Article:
It was grocery shopping day the other day. I plan my menus for a week, make a list of what things I need in the coming week and stick to the plan unless extraordinary events happen. When it is one of those weeks , I wind up with surplus things. If they are pantry or freezable, no problem. If they are produce, it becomes a must use it up thing. Such was the case this week- the abnormally hot weather saw a couple of changes in menu plans ( normally we are in the 50's at this time of year- we spent a week in the 80's). So I went through the fridge, found my surplus items and though that they would make an interesting egg dish- fitting in with the meatless Friday thing. The use of eggs for a meatless dish instantly made me think of one sibling I shall refer to as The Worm.
I was raised nominally Catholic- which meant we were Catholic in name only. We occasionally went to Mass ( The Worm and I on our own and our parents would never attend), went to CCD for a short time and observed a lot of the "cool" Catholic things like Rosaries from our grandmother. Three things remained absolute must do Catholic behaviors- Baptism, Burial and Meatless Fridays. I loved it, but The Worm hated fish, and entered into something I called "Logical Sport B*tching" over the whole meatless thing was brought up. Why was beef, pork and chicken bad when milk, cheese and eggs were okay? In those days no one used terms like Vegetarian, Vegan, Lacto ovo vegetarian or so forth- they just lumped it all as meatless. The Worm was a borderline "Mrs Literal" and anything that she felt defied her rules of logic became something that she would argue over, for ,about, because of, in spite of- much in the same way people would train for and participate in a sport.( She still does this). It was amusing, aggravating, interesting and just plain "The Worm". Such concepts didn't bother me because I understood the logic but could never figure out how to put it into words. Years later I learned all of the technical reasons why Lenten foods are what they are ( it's not a cut and dried thing and is partially historical and symbolic), but to this day whenever the idea of eating eggs in Lent comes up, my thoughts turn to The Worm.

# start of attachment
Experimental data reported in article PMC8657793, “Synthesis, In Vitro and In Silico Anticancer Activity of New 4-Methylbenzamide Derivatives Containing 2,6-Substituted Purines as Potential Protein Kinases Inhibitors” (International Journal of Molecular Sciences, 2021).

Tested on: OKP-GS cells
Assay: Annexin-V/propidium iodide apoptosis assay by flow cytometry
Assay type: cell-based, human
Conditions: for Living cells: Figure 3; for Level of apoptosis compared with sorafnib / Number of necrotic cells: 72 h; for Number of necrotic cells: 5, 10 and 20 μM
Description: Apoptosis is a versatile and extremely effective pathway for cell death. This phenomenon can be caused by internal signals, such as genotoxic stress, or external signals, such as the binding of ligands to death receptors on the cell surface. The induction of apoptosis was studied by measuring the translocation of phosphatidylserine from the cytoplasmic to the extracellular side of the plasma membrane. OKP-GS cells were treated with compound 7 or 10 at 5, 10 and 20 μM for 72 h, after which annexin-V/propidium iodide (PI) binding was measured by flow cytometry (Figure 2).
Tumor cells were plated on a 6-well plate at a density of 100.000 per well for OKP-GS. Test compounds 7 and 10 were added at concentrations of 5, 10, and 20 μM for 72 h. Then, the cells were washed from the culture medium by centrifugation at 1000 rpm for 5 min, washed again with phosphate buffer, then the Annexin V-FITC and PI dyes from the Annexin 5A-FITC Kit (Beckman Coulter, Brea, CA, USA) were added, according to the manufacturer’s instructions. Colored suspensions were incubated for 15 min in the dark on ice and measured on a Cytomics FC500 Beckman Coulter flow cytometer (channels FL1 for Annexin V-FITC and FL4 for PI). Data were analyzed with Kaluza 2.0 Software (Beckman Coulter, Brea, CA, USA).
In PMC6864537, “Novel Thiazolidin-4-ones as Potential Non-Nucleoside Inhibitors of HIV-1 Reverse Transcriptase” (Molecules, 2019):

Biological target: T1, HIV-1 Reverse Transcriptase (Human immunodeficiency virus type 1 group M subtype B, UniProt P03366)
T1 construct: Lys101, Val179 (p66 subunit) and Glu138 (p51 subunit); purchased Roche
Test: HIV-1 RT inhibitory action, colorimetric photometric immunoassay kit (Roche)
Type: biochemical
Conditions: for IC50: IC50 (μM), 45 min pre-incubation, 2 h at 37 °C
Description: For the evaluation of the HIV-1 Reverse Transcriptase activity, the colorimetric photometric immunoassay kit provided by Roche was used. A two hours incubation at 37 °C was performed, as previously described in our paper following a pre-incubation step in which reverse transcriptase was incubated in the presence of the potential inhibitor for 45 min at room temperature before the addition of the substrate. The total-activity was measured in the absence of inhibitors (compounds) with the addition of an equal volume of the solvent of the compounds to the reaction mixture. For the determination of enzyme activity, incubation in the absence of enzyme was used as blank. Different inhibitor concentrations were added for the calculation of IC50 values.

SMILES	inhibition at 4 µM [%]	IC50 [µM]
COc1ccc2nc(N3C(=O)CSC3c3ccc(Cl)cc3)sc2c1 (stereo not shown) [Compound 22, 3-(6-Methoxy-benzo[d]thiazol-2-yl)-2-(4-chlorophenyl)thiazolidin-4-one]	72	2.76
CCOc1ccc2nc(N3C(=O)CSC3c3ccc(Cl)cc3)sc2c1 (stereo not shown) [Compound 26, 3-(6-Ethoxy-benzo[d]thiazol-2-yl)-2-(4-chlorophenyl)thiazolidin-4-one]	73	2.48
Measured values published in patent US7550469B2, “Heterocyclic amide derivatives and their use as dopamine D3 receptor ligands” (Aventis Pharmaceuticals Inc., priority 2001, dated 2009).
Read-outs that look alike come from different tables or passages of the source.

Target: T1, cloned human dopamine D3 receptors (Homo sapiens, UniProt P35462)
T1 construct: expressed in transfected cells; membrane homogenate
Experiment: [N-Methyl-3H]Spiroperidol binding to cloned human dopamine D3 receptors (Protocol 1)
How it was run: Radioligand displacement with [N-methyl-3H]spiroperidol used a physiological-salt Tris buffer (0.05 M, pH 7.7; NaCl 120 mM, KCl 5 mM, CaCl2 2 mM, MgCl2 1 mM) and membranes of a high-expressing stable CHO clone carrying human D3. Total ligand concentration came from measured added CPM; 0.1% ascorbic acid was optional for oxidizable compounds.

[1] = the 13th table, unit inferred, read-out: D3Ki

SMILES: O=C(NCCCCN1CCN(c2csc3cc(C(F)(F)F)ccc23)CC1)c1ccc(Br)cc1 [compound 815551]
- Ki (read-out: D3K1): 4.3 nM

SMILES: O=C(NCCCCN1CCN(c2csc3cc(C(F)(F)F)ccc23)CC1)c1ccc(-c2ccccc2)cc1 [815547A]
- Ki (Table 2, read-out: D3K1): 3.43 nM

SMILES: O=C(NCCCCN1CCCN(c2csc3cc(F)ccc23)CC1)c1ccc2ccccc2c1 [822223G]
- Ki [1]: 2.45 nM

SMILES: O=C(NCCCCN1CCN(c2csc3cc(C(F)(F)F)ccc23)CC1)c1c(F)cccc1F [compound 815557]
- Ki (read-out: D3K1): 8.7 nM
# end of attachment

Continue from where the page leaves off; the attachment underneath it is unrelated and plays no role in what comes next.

Back to the kitchen !Here was what I had to work with :
3 pints grape tomatoes , cut in half
3 big handfuls baby spinach
1 bunch green onions, sliced
salt and pepper to taste
butter and olive oil
In a large skillet with a lid melt about 2 T butter with as much olive oil and sweat the green onions. Add the tomatoes, crush slightly and cover so the juices are trapped. In about 5 minutes add the spinach and cover till wilted. Stir the mix and crack 4 eggs into it,season with salt and pepper, cover and cook for about 5 minutes, till the yolk is set.